Catastrophic Production of Slow Gravitinos
Abstract
We study gravitational particle production of the massive spin$3/2$ RaritaSchwinger field, and its close relative, the gravitino, in FRW cosmological spacetimes. For masses lighter than the value of the Hubble expansion rate after inflation, $m_{3/2} \lesssim H$, we find catastrophic gravitational particle production, wherein the number of gravitationally produced particles is divergent, caused by a transient vanishing of the helicity1/2 gravitino sound speed. In contrast with the conventional gravitino problem, the spectrum of produced particles is dominated by those with momentum at the UV cutoff. This suggests a breakdown of effective field theory, which might be cured by new degrees of freedom that emerge in the UV. We study the UV completion of the RaritaSchwinger field, namely ${\cal N}=1$, $d=4$, supergravity. We reproduce known results for models with a single superfield and models with an arbitrary number of chiral superfields, find a simple geometric expression for the sound speed in the latter case, and extend this to include nilpotent constrained superfields and orthogonal constrained superfields. We find supergravity models where the catastrophe is cured and models where it persists. Insofar as quantizing the gravitino is tantamount to quantizing gravity, as is the case in any UV completion of supergravity, the models exhibiting catastrophic production are prime examples of 4dimensional effective field theories that become inconsistent when gravity is quantized, suggesting a possible link to the Swampland program. We propose the Gravitino Swampland Conjecture, which is consistent with and indeed follows from the KKLT and Large Volume scenarios for moduli stabilization in string theory.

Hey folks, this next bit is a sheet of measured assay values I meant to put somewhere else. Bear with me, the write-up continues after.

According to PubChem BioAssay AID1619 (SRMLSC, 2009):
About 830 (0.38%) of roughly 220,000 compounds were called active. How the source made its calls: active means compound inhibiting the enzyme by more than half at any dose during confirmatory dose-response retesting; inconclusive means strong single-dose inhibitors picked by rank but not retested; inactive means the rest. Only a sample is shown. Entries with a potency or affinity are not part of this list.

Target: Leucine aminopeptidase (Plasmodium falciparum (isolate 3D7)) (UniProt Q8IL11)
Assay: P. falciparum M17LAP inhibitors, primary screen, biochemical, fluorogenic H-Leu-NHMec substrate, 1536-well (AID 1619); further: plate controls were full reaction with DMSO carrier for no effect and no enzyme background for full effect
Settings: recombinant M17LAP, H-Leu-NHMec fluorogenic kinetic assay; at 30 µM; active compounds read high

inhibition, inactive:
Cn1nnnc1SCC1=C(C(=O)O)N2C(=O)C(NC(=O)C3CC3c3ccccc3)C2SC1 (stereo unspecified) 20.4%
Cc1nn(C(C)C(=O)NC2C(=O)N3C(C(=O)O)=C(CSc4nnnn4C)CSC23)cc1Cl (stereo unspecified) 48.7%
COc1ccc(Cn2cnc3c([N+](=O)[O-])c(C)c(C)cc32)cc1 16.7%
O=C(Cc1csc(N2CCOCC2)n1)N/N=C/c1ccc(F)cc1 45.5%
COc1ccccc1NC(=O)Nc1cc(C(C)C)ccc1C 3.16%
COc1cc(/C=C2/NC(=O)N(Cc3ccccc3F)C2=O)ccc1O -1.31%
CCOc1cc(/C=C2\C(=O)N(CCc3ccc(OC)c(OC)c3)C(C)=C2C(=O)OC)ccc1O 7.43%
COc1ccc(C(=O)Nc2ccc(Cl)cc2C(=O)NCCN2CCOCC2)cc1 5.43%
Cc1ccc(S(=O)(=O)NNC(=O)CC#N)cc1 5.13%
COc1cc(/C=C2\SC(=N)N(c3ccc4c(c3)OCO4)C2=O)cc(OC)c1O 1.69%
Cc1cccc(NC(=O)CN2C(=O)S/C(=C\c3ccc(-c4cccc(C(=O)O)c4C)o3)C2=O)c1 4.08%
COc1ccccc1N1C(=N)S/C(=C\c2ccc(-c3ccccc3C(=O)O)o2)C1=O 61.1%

Publication:

arXiv eprints
 Pub Date:
 February 2021
 arXiv:
 arXiv:2102.10113
 Bibcode:
 2021arXiv210210113K
 Keywords:

 High Energy Physics  Theory;
 Astrophysics  Cosmology and Nongalactic Astrophysics;
 General Relativity and Quantum Cosmology;
 High Energy Physics  Phenomenology
 EPrint:
 43 pages, 4 figures